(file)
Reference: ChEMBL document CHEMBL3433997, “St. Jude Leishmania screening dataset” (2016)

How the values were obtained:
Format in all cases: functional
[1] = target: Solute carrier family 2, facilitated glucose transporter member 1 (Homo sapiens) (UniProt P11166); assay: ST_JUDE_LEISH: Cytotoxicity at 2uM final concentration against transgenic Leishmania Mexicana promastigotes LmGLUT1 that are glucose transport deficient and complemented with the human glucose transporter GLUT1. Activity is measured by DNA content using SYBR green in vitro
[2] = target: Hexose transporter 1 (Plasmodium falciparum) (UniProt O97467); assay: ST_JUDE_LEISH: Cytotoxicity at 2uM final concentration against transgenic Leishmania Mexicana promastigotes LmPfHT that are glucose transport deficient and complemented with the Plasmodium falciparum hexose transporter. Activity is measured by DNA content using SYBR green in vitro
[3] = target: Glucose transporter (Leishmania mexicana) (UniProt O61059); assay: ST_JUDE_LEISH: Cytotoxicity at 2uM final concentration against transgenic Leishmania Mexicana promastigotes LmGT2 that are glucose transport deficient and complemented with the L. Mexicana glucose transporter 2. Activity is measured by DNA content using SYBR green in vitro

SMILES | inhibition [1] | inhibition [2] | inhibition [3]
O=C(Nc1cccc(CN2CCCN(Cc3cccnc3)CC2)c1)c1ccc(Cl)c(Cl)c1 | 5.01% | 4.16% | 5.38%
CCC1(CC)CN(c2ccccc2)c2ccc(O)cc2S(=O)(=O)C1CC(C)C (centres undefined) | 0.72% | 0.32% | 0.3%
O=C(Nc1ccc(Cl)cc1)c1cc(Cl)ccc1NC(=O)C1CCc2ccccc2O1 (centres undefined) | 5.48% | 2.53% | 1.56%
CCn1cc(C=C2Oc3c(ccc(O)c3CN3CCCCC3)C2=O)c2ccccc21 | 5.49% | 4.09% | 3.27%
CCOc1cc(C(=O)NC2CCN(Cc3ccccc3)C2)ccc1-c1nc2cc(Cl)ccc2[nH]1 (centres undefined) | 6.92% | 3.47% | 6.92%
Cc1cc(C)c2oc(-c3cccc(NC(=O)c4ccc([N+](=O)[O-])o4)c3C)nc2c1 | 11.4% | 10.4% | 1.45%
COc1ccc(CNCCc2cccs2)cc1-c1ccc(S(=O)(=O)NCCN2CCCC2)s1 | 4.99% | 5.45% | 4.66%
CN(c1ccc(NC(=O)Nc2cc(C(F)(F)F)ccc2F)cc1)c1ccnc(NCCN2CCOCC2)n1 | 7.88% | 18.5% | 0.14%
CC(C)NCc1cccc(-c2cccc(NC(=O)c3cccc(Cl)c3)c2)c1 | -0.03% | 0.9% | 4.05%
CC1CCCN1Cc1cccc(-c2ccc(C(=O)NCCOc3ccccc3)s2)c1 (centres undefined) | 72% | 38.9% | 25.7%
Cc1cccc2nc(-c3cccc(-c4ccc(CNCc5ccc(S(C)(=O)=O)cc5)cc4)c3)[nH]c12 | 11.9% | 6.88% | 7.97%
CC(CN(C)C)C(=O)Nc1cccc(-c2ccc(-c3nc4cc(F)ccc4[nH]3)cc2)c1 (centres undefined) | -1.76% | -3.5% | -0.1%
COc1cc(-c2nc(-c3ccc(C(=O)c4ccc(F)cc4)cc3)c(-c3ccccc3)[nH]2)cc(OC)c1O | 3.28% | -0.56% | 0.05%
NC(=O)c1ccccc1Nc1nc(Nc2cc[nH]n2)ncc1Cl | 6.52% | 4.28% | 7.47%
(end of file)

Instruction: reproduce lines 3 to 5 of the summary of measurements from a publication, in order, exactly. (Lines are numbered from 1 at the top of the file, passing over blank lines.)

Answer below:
Format in all cases: functional
[1] = target: Solute carrier family 2, facilitated glucose transporter member 1 (Homo sapiens) (UniProt P11166); assay: ST_JUDE_LEISH: Cytotoxicity at 2uM final concentration against transgenic Leishmania Mexicana promastigotes LmGLUT1 that are glucose transport deficient and complemented with the human glucose transporter GLUT1. Activity is measured by DNA content using SYBR green in vitro
[2] = target: Hexose transporter 1 (Plasmodium falciparum) (UniProt O97467); assay: ST_JUDE_LEISH: Cytotoxicity at 2uM final concentration against transgenic Leishmania Mexicana promastigotes LmPfHT that are glucose transport deficient and complemented with the Plasmodium falciparum hexose transporter. Activity is measured by DNA content using SYBR green in vitro